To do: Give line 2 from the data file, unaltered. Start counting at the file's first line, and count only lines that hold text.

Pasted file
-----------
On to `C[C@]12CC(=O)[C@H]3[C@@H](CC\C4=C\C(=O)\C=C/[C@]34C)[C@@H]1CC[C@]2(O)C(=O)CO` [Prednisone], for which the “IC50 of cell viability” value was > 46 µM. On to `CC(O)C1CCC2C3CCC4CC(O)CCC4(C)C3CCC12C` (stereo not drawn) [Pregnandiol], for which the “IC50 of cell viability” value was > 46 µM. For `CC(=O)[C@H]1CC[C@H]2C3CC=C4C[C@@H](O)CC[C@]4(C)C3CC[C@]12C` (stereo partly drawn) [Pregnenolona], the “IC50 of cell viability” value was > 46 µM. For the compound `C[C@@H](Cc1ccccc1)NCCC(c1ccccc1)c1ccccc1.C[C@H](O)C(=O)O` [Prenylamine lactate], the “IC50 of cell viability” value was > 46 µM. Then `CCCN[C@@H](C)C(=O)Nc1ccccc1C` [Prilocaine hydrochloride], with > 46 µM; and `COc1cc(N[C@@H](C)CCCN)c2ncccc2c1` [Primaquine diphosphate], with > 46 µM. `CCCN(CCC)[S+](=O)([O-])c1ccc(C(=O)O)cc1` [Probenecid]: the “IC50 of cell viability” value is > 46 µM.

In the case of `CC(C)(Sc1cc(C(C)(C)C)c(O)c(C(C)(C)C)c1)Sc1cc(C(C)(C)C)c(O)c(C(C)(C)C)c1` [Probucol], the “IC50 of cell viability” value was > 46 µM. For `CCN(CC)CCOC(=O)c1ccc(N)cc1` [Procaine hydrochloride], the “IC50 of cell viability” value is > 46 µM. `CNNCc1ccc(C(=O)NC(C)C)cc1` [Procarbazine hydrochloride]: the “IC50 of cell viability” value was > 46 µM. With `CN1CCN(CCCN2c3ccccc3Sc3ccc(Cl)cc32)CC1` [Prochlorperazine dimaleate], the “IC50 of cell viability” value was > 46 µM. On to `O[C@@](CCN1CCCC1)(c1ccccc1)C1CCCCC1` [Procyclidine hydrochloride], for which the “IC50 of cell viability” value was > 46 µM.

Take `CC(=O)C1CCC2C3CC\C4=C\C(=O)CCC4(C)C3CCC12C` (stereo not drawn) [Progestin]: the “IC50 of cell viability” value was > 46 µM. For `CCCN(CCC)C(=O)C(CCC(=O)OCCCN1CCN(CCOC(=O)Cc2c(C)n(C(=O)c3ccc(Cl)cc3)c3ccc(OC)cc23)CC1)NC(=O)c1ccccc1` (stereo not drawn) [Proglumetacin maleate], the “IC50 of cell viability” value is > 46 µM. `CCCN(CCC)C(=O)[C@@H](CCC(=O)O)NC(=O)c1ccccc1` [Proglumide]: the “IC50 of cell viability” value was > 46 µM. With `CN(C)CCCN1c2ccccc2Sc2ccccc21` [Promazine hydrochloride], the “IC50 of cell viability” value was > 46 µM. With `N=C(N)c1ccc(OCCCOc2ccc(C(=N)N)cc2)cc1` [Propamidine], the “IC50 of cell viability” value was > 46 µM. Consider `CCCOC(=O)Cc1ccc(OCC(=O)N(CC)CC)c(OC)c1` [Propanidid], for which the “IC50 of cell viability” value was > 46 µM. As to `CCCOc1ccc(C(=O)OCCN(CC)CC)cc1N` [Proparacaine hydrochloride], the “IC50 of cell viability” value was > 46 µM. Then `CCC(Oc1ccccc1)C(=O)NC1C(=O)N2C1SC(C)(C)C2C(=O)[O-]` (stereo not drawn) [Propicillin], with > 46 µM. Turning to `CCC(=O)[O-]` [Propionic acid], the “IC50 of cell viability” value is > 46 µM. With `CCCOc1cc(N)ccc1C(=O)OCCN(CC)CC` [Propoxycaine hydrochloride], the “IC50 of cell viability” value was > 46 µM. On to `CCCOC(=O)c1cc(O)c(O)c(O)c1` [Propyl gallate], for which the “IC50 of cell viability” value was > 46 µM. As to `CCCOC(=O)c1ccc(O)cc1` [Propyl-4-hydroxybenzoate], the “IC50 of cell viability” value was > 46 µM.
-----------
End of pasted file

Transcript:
In the case of `CC(C)(Sc1cc(C(C)(C)C)c(O)c(C(C)(C)C)c1)Sc1cc(C(C)(C)C)c(O)c(C(C)(C)C)c1` [Probucol], the “IC50 of cell viability” value was > 46 µM. For `CCN(CC)CCOC(=O)c1ccc(N)cc1` [Procaine hydrochloride], the “IC50 of cell viability” value is > 46 µM. `CNNCc1ccc(C(=O)NC(C)C)cc1` [Procarbazine hydrochloride]: the “IC50 of cell viability” value was > 46 µM. With `CN1CCN(CCCN2c3ccccc3Sc3ccc(Cl)cc32)CC1` [Prochlorperazine dimaleate], the “IC50 of cell viability” value was > 46 µM. On to `O[C@@](CCN1CCCC1)(c1ccccc1)C1CCCCC1` [Procyclidine hydrochloride], for which the “IC50 of cell viability” value was > 46 µM.